Trash’s ‘Sweet Bama’ makes self right at home among good blues
By Ben Windham
When The Red Mountain White Trash was introduced at City Stages on Sunday in Birmingham, parts of the audience broke loose with a chorus of rowdy whoops and rebel yells. They seemed to think they were about to hear the reincarnation of Lynyrd Skynyrd.
Must be something about the name.
If some people came expecting a redneck rock show, they would have to wait for The Drive-By Truckers. This band — The Trash, they like to call themselves for short — is a group of folklorists, scholars, record collectors and regular folks. They can get wild and crazy, but they live in a world apart from Skynyrd.
When they started the band in 1985, in fact, they all lived in a historic neighborhood on Birmingham’s Red Mountain that was undergoing a yuppie gentrification. Band members weren’t renovating their homes, so they wondered on occasion if some of the yuppies considered them the neighborhood’s white trash.
In that neighborhood, the term meant "BMW’s upon blocks and obsolete espresso machines on the front porch," according to The Trash‘s frontwoman, Joyce Cauthen.
If the band had its tongue planted firmly in its cheek over the name, it had its feet planted firmly in the 1920s and ’30s, when some wild and wooly music indeed was being made in Alabama and the rural South.
The Trash’s songbag is filled with old-time ballads about God and the Devil, drinking songs, sinfully joyous fiddle music, and mean white blues.
They’ve played all over the country, earning accolades everywhere for fire and flare. Maybe that’s what had some of the audience whooping.
The fact that Michael Doucet, leader of the famed Cajun band BeauSoleil, was an enthusiastic member of that audience is no fluke. The Trash’s new CD, "Sweet Bama," the band’s third release, makes the case that this is one of the country’s best traditional groups.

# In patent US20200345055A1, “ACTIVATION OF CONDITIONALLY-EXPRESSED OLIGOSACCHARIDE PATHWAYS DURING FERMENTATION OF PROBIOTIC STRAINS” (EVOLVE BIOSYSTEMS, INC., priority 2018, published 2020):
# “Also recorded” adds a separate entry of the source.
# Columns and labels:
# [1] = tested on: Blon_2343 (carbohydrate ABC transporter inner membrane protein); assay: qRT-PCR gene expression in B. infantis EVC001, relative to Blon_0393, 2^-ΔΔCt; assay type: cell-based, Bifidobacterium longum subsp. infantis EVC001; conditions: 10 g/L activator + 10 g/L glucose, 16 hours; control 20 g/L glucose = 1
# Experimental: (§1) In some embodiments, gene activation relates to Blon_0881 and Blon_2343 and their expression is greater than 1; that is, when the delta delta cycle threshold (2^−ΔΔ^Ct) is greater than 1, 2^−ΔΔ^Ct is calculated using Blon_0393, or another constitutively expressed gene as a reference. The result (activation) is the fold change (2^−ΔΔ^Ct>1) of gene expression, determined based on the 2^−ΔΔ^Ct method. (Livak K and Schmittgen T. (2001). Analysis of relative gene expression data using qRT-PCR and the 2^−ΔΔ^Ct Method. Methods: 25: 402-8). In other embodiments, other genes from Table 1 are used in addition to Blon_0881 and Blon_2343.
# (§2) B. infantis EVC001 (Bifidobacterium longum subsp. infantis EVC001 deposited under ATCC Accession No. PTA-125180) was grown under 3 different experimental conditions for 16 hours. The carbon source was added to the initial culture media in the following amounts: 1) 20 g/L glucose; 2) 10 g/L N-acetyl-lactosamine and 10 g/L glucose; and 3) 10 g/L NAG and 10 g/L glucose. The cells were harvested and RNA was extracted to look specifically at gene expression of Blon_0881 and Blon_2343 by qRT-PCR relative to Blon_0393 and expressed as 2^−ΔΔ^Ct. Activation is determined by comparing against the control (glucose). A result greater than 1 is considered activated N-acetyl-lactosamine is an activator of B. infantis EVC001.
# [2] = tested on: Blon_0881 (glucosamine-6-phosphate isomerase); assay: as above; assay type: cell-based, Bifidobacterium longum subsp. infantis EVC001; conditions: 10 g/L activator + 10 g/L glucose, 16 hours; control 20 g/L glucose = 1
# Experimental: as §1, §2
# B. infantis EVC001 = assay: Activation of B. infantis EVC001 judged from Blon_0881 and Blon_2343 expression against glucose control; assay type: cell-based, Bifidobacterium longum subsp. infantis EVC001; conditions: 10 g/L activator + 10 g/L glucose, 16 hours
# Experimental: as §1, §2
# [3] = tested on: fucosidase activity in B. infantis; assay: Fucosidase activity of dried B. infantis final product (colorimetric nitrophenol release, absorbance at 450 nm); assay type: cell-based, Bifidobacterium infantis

Rambling from Lookout Mountain fiddle breakdowns to blues from Uncle Dave Macon, the recording is certainly the strongest in the band’s 17-year history.
With the surge of popularity of this kind of music in the wake of the runaway best-selling soundtrack to "O Brother Where Art Thou," the band is poised to gain new fans. But be forewarned — Cauthen finds much of the "O Brother" selections to be slick, Hollywood creations. The Trash’s music is the real thing, with all the warts, splotches and calluses of good traditional music.
Songs on the new CD come from all over the place, but as you may suspect, given the title, there is a strong Alabama flavor.
"Sweet Bama" is a bright tune that Cauthen and her husband Jim, who fiddles for The Trash, heard from a traditional musician living near Nashville, Ga.
"Lost Child" comes from closer to home; it’s a tune that Lamar County fiddle genius Charlie Stripling learned from his Uncle Plez Carroll, who was born in 1850. It’s a remarkable reading, all the more so for the fact that Robert Stripling, Charlie’s son, plays guitar along with Joyce Cauthen on the track.
And it’s not the only Charlie Stripling tune that gets a strong rendition from The Trash. The album opens with his "Coal Valley," a tune that he called a "ragtime breakdown" that he played at dances in the Walker County community that gave the tune its name.
The rollicking "Boat’s Up the River" has the chorus, "Alabammy bound, boys, Alabammy bound! I believe to my soul I’m Alabammy bound." Carole Griffin takes the lead vocal on this one. It’s a treat to hear and even better to see her do it in concert.
"Mean Old Birmingham Blues" is an absolutely marvelous reading of Curley Kinsey’s tune from the 1940s. Kinsey was an original member of the Oak Ridge Quartet and a friend of Hank Williams; Martin learned it from Kinsey’s son, Ken.
As good as those songs are, the album’s most powerful piece is one with only tenuous Alabama connections, "Oh Death." It was recorded by Alan Lomax when he canvassed the state during the 1950s but The Trash draw on Dock Boggs’ recording from the 1920s, arranging the song as a dialogue between Death and a person about to die. It’s chilling stuff.
A much brighter note is the CD’s cover, depicting a musician with a red guitar, painted by Fayette folk artist Jimmy Lee Sudduth. Any band hip enough to use one of Sudduth’s dirt-and-mud masterpieces — and this is the second Sudduth cover for The Trash — gets my vote for exceeding good taste in Alabamiana. The music bears out this judgment.
There’s a party in Birmingham tonight at 8 at WorkPlay (www.workplay.com) to celebrate the release of "Sweet Bama." Like the music from this state that The Trash perform with such verve and passion, the new album is really something to celebrate.May 24, 2002